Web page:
I was born in Naples on July 30. I’m a Leo. I have a sunny personality. But my ascending sign is Cancer, and that’s darker. The two are at war within me. Over the years, both my own life and Italy’s realities have changed. I’ve become sadder, which is connected to success and superficiality. I’ve lost a little bit of my love for life.
How did you start directing movies?
I worked in show business early. I wanted to be a rock star and started playing guitar at age 15 in 1965. I liked Jimi Hendrix, The Rolling Stones, Pink Floyd, and The Beatles. In 1968, I started thinking that maybe music wasn’t enough and turned to theater. With two friends, I helped found Milan’s Teatro dell’Elfo, which still exists today. I was 20 when I directed my first play, and I directed theater there for 16 years.
I only started with movies at age 38. At first I was mostly attracted to comedy, but it changed as I matured and love affairs ended. I learned more about the darker side of life.
I think of what Joseph Conrad wrote in “The Shadow Line,” about a child playing with a ball in the sun who loses the ball in the woods. The child goes to find it and gets scared by the dark. He goes back to playing in the sunny fields but never forgets the experience in woods.
Drugs, poverty and children coming of age are central themes to many of your movies. Why?
In all my films, the characters are never too happy or bourgeois. They are usually people who could be called “losers,” who don’t have access to happiness. I like films that show character evolution.
You divide your time between Rome and Milan. Do the cities themselves modify your mood and approach to life?
Rome puts me in a better mood than Milan. I’m very influenced by the weather, and Rome has better weather and is more similar to Naples, where I was born. Milan’s beauty is more hidden. If you see Milan from above, it’s very green; there are many private gardens inside apartments complexes whereas Rome is lived on the streets.
Every so often there’s groundbreaking material about Naples, such as the book and movie “Gomorra.” Do you think Naples can “change,” or is that criminal side just a part of the city?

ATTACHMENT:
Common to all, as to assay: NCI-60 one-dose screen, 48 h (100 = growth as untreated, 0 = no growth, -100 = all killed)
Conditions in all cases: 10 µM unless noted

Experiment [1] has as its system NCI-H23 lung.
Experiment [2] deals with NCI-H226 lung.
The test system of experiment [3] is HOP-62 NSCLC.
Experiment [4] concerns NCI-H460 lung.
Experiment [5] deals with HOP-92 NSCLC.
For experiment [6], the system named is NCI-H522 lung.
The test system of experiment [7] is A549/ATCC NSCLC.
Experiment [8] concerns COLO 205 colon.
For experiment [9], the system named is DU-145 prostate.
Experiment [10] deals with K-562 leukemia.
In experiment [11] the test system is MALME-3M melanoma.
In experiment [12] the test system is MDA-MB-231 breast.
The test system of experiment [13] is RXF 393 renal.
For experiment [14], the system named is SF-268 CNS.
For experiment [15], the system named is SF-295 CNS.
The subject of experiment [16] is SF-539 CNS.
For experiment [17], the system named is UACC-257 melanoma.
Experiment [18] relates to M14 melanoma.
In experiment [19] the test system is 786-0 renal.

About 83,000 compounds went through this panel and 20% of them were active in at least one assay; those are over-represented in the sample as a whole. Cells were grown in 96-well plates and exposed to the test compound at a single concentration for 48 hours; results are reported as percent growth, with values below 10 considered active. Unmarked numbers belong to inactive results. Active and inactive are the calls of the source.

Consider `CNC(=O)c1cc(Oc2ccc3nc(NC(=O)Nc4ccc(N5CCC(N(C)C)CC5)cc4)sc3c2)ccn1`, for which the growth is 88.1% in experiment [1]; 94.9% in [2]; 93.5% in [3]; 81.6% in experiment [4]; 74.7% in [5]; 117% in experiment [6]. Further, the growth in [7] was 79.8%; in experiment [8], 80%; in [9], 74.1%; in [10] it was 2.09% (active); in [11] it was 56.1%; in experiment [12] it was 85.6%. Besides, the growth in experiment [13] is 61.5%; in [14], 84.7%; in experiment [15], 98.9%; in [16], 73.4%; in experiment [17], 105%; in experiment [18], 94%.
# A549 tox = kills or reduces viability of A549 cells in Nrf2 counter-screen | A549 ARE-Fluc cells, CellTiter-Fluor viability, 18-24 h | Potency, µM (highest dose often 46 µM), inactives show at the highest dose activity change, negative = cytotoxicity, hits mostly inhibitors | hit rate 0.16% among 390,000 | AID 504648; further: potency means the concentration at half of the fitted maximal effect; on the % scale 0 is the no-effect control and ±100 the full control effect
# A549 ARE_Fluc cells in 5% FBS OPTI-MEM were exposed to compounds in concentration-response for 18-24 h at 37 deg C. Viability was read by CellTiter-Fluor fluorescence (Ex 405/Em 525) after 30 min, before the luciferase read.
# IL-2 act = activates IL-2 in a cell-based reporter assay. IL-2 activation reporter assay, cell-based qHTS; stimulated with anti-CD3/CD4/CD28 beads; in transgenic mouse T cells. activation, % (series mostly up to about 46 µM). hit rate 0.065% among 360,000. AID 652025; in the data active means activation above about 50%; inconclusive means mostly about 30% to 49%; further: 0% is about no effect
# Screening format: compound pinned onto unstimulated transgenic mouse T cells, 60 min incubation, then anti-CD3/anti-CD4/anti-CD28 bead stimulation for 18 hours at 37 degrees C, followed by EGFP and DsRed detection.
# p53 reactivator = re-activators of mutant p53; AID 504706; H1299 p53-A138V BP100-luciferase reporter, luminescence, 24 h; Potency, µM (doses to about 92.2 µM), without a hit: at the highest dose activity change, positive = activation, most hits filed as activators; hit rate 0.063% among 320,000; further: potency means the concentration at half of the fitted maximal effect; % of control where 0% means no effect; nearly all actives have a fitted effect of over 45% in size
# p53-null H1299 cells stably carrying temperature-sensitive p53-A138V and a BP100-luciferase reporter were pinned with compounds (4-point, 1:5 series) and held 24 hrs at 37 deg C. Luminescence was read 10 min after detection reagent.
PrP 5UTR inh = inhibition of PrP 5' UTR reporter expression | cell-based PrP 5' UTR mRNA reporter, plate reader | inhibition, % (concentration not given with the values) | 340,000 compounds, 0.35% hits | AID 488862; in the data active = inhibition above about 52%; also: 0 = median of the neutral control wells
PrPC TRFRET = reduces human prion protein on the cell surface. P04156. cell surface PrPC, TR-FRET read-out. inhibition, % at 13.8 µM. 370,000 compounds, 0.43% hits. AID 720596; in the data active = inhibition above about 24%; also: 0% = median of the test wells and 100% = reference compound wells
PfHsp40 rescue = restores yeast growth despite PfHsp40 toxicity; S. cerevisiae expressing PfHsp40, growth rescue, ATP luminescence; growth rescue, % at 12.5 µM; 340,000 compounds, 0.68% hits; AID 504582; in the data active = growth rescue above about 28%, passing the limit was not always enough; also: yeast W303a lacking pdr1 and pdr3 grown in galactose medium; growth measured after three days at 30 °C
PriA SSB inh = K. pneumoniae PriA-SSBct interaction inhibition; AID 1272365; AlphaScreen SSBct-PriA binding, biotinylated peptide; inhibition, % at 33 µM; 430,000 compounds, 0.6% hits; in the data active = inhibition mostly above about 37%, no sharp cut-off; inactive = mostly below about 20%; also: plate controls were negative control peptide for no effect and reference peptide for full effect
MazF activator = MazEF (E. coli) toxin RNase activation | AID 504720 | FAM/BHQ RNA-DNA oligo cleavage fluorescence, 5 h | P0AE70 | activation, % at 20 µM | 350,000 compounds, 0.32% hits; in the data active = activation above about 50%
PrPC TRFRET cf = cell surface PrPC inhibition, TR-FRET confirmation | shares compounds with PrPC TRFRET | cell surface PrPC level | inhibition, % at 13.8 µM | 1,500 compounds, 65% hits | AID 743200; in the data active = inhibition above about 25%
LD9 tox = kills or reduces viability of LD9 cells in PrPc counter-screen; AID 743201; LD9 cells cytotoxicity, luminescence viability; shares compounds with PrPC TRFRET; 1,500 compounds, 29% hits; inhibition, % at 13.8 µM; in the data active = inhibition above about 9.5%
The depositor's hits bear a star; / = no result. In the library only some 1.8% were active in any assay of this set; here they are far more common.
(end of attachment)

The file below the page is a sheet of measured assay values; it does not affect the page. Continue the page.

Good question. Naples has a very specific history. It was always invaded by someone: the Greeks, Arabs, French, Spanish. It’s like a beautiful but poor woman always being taken advantage of by someone. So she learns to adapt. One way to survive is to become autonomous. In Naples, there’s little trust in the state and laws, because there have been too many states and laws.
Until 1800, Italy was broken up into many states with its own princes, kings, traditions, dialects, and cuisine. At a certain point the Savoia royal family decided that, for economic reasons, Italy needed to be unified. The south was richer because it had its own railroad lines. All of southern Italy, from Rome south, resisted unification.
Once the Italian state took the south, it forgot about it, abandoned it. For example, my family had to move north to look for work. And so the south thought, “If you don’t care about us, we’ll take care of ourselves, illegally.” So the Mafia and the Camorra are like states that continue to resist the official state.
The official government, instead of destroying these underworld states, aligned itself with them. There is powerful collusion. For example, recently [Prime Minister Silvio] Berlusconi used the underworld to recruit voters. As a result, it’s hard to imagine resolving this problem.